All sides fighting in the war in Ethiopia's northern region of Tigray committed violations that may amount to war crimes, according to a long-awaited joint investigation by the United Nations and Ethiopia and published on Wednesday.
The report by the UN's Office of the High Commissioner for Human Rights and the state-appointed Ethiopian Human Rights Commission was released the day after Ethiopia declared a state of emergency. Tigrayan forces said on Monday they might march on the capital to topple the government of Africa's second-most populous nation.
The report covers most of the year-long conflict, fought by Tigrayan forces against the Ethiopian military and its key allies: forces from Ethiopia's Amhara region and soldiers from the neighboring nation of Eritrea.
All sides are accused of torturing and killing civilians, carrying out gang rapes and making arrests on the basis of ethnicity.
It was not immediately clear whether findings from the report could form the basis for legal action. Ethiopia and Eritrea are not members of the International Criminal Court, so the court has no jurisdiction.
The report recommended a possible international justice mechanism, saying Ethiopian investigations were insufficiently broad, did not always comply with international standards, and were not always transparent.
The report draws on 269 interviews. Many accounts contain graphic details of rapes and mutilations by Eritrean soldiers on military bases.
Legesse Tulu, Ethiopia’s government spokesperson, did not immediately respond to requests for comment on the contents of the report. Eritrea’s Minister of Foreign Affairs Osman Saleh declined to comment. The Tigray People's Liberation Front (TPLF) spokesperson Getachew Reda and Amhara regional spokesperson Gizachew Muluneh were not reachable for comment. Eritrea refused to engage with investigators, the report said, but has denied in the past that its forces carried out rapes, despite extensive documentation, including by Reuters. Ethiopia has said some individual soldiers are on trial for rape and killing. Amhara has denied abuses.
TPLF spokesperson Getachew has previously denied that Tigrayan forces committed abuses but said some "vigilante" Tigrayan groups may have committed violations.
The 100-page report said that Eritrean soldiers had killed around 100 civilians in the city of Axum; that Ethiopian soldiers had dragged about 70 men from their homes and killed them in three villages in southern Tigray; and that Tigrayan forces had killed around 200 Amhara civilians in the town of Mai Kadra, a crime then followed by revenge killings of Tigrayans by Amhara.
The report said it was not an exhaustive list of incidents. Reuters and other news organizations, rights groups, and civil society groups have documented many more killings of civilians that were not mentioned.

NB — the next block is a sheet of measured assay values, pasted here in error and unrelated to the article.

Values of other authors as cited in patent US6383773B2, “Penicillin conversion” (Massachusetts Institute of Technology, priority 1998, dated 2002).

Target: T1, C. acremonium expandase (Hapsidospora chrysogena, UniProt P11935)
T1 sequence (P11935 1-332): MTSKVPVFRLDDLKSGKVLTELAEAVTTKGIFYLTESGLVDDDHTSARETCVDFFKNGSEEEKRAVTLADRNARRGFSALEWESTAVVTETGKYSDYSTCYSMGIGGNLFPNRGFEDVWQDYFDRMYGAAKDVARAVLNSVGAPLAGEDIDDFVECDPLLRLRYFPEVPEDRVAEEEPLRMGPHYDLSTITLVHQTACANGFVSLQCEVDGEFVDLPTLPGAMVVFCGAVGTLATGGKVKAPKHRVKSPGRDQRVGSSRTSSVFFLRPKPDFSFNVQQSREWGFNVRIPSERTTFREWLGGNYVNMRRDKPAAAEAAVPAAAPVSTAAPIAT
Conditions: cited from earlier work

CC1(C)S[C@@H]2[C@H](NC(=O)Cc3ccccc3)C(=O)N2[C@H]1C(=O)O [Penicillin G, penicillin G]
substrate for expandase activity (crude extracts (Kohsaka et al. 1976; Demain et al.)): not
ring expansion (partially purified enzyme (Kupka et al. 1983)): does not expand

YEAR OF CONFLICT
The report also accused Eritrean soldiers of forcing Eritrean refugees living in Tigray to return, in violation of international law.
The report accused all sides of blocking aid at different times and said it could not verify whether starvation was used as a weapon of war, as had been previously alleged by the United Nations aid chief. The UN has said the government operated a "de facto blockade" of food aid, a charge the government denied.
The report mentioned investigators were often hindered in their work, particularly areas controlled by Amhara forces, or unable to visit certain areas due to insecurity. It did not mention that Ethiopia deported a UN investigator working on the report in September.
The TPLF, which controls most of Tigray, has said the report was incomplete because investigators did not visit many areas and did not involve the Tigrayan leadership.
"They have kept us in the dark," Getachew said on Tuesday ahead of the full report's publication.
The report said the Tigrayan leadership was reluctant to engage because of the presence of investigators from the state-appointed Ethiopian Human Rights Commission.
Among other violations, the report documented allegations that Tigrayan forces had fired on civilians sheltering in a church in the town of Adi Hageray on November 3.
The war began a year ago after regional forces and Tigrayan soldiers in the national army seized control of military bases across Tigray. They said the central government was about to move against Tigray after the region held its own elections despite a government directive delaying them.
The conflict has plunged around 400,000 people in Tigray into famine, killed thousands of civilians and forced more than 2.5 million people in northern Ethiopia to flee their homes.
UN human rights chief Michelle Bachelet agreed in March to an Ethiopian request for a joint investigation, saying then it was possible war crimes had been committed in Tigray.